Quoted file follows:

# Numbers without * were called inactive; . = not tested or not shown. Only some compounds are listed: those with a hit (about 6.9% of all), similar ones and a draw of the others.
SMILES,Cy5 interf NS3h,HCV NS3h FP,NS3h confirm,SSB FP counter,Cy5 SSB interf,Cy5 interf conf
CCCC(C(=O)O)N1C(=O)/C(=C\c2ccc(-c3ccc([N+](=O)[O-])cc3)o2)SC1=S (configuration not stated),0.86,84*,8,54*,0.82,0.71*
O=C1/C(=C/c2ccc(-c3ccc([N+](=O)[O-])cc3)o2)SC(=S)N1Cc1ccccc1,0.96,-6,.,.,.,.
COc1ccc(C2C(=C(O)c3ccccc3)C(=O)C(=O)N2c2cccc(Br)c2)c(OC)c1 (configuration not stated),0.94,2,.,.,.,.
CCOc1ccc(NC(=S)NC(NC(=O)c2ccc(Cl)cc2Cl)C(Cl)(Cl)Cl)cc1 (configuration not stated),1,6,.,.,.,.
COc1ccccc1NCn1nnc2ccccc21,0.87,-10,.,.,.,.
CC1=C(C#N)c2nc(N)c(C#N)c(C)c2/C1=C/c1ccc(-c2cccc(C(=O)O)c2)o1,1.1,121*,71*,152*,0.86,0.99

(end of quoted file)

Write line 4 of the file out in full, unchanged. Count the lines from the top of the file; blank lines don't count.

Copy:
O=C1/C(=C/c2ccc(-c3ccc([N+](=O)[O-])cc3)o2)SC(=S)N1Cc1ccccc1,0.96,-6,.,.,.,.